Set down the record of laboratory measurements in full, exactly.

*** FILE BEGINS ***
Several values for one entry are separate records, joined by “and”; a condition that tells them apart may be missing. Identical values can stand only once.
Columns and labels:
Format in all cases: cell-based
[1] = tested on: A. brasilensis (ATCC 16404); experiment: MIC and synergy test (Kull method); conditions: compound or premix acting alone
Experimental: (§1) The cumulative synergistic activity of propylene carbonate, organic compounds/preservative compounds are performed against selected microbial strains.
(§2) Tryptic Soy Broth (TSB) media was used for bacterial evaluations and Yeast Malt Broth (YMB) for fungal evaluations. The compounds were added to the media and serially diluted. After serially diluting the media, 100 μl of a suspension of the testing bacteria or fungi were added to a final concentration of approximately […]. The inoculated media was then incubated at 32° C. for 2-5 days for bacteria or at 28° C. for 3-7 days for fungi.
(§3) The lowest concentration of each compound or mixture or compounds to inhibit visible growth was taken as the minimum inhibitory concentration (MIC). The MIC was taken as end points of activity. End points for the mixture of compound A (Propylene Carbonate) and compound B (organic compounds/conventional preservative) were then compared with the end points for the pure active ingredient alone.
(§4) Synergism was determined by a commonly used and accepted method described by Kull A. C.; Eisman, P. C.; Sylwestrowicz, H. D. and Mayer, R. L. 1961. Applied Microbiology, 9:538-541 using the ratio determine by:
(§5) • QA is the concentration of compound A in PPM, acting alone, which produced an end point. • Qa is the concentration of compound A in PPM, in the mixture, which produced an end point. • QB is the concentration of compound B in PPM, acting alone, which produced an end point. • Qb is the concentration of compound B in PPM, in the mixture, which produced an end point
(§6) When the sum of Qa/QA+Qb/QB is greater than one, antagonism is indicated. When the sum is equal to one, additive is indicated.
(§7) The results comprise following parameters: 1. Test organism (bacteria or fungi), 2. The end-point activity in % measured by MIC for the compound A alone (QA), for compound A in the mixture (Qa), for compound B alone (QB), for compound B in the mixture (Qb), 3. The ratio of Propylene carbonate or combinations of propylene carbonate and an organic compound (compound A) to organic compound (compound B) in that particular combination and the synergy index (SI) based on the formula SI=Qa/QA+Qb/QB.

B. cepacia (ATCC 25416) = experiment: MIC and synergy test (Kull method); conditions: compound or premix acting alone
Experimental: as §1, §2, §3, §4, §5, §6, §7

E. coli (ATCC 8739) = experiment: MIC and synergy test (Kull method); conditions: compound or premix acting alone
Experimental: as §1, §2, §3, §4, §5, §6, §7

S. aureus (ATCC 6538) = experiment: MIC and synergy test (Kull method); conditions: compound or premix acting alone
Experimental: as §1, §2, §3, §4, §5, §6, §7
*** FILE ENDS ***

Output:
Several values for one entry are separate records, joined by “and”; a condition that tells them apart may be missing. Identical values can stand only once.
Columns and labels:
Format in all cases: cell-based
[1] = tested on: A. brasilensis (ATCC 16404); experiment: MIC and synergy test (Kull method); conditions: compound or premix acting alone
Experimental: (§1) The cumulative synergistic activity of propylene carbonate, organic compounds/preservative compounds are performed against selected microbial strains.
(§2) Tryptic Soy Broth (TSB) media was used for bacterial evaluations and Yeast Malt Broth (YMB) for fungal evaluations. The compounds were added to the media and serially diluted. After serially diluting the media, 100 μl of a suspension of the testing bacteria or fungi were added to a final concentration of approximately […]. The inoculated media was then incubated at 32° C. for 2-5 days for bacteria or at 28° C. for 3-7 days for fungi.
(§3) The lowest concentration of each compound or mixture or compounds to inhibit visible growth was taken as the minimum inhibitory concentration (MIC). The MIC was taken as end points of activity. End points for the mixture of compound A (Propylene Carbonate) and compound B (organic compounds/conventional preservative) were then compared with the end points for the pure active ingredient alone.
(§4) Synergism was determined by a commonly used and accepted method described by Kull A. C.; Eisman, P. C.; Sylwestrowicz, H. D. and Mayer, R. L. 1961. Applied Microbiology, 9:538-541 using the ratio determine by:
(§5) • QA is the concentration of compound A in PPM, acting alone, which produced an end point. • Qa is the concentration of compound A in PPM, in the mixture, which produced an end point. • QB is the concentration of compound B in PPM, acting alone, which produced an end point. • Qb is the concentration of compound B in PPM, in the mixture, which produced an end point
(§6) When the sum of Qa/QA+Qb/QB is greater than one, antagonism is indicated. When the sum is equal to one, additive is indicated.
(§7) The results comprise following parameters: 1. Test organism (bacteria or fungi), 2. The end-point activity in % measured by MIC for the compound A alone (QA), for compound A in the mixture (Qa), for compound B alone (QB), for compound B in the mixture (Qb), 3. The ratio of Propylene carbonate or combinations of propylene carbonate and an organic compound (compound A) to organic compound (compound B) in that particular combination and the synergy index (SI) based on the formula SI=Qa/QA+Qb/QB.

B. cepacia (ATCC 25416) = experiment: MIC and synergy test (Kull method); conditions: compound or premix acting alone
Experimental: as §1, §2, §3, §4, §5, §6, §7

E. coli (ATCC 8739) = experiment: MIC and synergy test (Kull method); conditions: compound or premix acting alone
Experimental: as §1, §2, §3, §4, §5, §6, §7

S. aureus (ATCC 6538) = experiment: MIC and synergy test (Kull method); conditions: compound or premix acting alone
Experimental: as §1, §2, §3, §4, §5, §6, §7